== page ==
The Punk ‘Mayor’ Of Sunset Strip.
Above Photo: Outside Rodney Bingenheimer’s English Disco in Los Angeles.
I recently watched a great documentary called ‘The Mayor of Sunset Strip’ about the life of Rodney Bingenheimer. When told about this, I displayed my total ignorance about the development of British Punk and New Wave music on the LA and West Coast scene by saying: “WHO?”
Released in 2004, the documentary, made by George Hickenlooper, quickly informed me that Bingenheimer was a radio DJ and “John Peel” type figure in Los Angeles, responsible for breaking new bands and celebrities across the US, especially (for the purposes of this article) British Glam and 1970s Punk and New Wave bands.
Spanning a career dating back to the mid-1960s, Bingenheimer is still a DJ for KROQ radio station.
The parade of people endorsing him or attesting to his role in the music business was impressive – David Bowie, Alice Cooper, Debbie Harry, Mick Jagger, Nancy Sinatra, Cher, the Doors, Johnny Marr from The Smiths, Joan Jett, Courtney Love, Annabelle Lwin (Bow Wow Wow), Jello Biafra (Dead Kennedys), Liam Gallagher (Oasis), and many, many more.
The documentary also contained some outstanding footage of 1960s Sunset Strip, as well as a warm and amusing segment of an interview with David Bowie, whom Bingenheimer had introduced to LA in the early 1970s.
A musical lifetime later, he also gave the first US radio airplay to the Sex Pistols and many British Punk bands in the US. Then, yet another lifetime later, he was responsible for breaking The Smiths in the US, then Oasis.
The video contained photos and video of Bingenheimer with Elton John, Mick Jagger, the Beatles, John Lennon, Jimmy Hendrix, Rod Stewart, David Bowie, The Sweet, Andy Warhol, the Sex Pistols, Joey Ramone, Blondie, Iggy Pop, Paul McCartney, Tori Amos, Oasis, and many others – too many to remember.
Bingenheimer got his first break by going for an audition for the band the Monkees, but ended up with an acting role with them in a film instead. He continued picking up celebrity traction whilst living with (and being looked after by) Sonny and Cher. He was given the nickname “The Mayor of Sunset Strip” by Sal Mineo, the actor.
He was well up on early 1970s British Glam rock, and visited England, coming back to open an English Disco in LA, which played music by bands such as T Rex, Bowie, Slade, The Sweet, Marc Bolan and Mott The Hoople. Bowie said Bingenheimer knew more about English bands than Bowie did at the time.
The disco attracted Celebrities like Elton John, Keith Moon, Led Zeppelin, Alice Cooper, The New York Dolls, Iggy Pop, Bowie, even Elvis Presley once turned up there with his entourage.
The disco became notorious for groupies and sex. For Bowie to call it ‘hedonistic’ speaks volumes. He said “I only remember the sex.”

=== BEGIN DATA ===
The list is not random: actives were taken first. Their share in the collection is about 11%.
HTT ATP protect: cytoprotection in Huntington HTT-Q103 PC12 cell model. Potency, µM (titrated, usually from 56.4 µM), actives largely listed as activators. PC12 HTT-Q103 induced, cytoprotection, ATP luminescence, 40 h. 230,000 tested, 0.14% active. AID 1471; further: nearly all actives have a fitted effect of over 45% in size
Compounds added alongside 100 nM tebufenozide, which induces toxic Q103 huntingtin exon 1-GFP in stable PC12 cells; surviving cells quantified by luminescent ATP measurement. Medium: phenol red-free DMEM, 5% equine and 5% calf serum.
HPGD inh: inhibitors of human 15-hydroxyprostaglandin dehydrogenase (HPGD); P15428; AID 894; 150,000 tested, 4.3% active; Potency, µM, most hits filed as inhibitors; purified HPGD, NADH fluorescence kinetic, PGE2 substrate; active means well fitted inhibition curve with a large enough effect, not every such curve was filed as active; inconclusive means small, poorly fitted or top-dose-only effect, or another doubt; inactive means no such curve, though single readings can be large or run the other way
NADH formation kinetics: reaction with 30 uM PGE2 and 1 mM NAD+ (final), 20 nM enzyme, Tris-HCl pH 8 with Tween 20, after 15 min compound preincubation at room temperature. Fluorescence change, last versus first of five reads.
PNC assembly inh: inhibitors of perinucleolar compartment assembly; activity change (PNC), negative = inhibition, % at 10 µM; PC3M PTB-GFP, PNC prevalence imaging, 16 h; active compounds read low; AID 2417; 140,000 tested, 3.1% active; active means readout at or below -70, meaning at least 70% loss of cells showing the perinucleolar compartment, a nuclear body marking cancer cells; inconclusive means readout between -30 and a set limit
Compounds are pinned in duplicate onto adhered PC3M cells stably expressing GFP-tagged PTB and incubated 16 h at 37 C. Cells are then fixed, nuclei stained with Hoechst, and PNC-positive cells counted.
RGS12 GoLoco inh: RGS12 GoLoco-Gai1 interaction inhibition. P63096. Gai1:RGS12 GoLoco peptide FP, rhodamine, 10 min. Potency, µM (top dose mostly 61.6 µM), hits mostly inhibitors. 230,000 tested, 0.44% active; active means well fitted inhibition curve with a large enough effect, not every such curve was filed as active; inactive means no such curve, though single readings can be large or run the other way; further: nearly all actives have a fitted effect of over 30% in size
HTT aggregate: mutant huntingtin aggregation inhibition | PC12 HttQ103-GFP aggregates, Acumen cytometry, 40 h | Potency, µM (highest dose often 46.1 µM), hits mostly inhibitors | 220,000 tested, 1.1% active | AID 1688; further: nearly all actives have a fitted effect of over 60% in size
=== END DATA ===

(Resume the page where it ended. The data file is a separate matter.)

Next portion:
English Disco ended because Bingenheimer didn’t want any part of the looming late ‘70s Disco glamour scene, but by then he’d been approached to start a radio programme on a radio station called KROQ.
Bingenheimer was the first person to play Blondie’s, the Ramones’, The Damned’s, Devo’s and the Sex Pistols’ records on air in the USA, often playing demo tapes he was sent by Punk and New Wave bands.
He hadn’t made much money from all this love of music and his endeavours for the greater good, but his role in creating a space for Alternative music on US airwaves can’t be overstated, according to Debbie Harry.
One person interviewed said Bingenheimer derived a gratitude and energy from his love of music. But still, I couldn’t help feeling a bit sorry for him. He obviously wasn’t loaded as he got older. Yet he also displayed a touching compassion for people worse off than himself, including some people who, like him, had come to Hollywood seeking fame and fortune, from broken homes.
He had made KROQ massive in the US but as the music industry changed, and the station went for a different demographic, he slowly got shunted into fewer nights, later hours and smaller studios, ending at Sunday nights on the 12 midnight to 3am slot (which he still does, at the time of writing).
I started off watching the documentary feeling slightly embarrassed and sorry for him in his house full of Celebrity memorabilia, but I ended up being deeply impressed by him and by his role as promoter for British Punk and New Wave bands in the US.
A few years after the documentary was made, I was delighted to see his role in the music business had been finally commemorated with his own star on Hollywood Boulevard.
He didn’t deserve any less.
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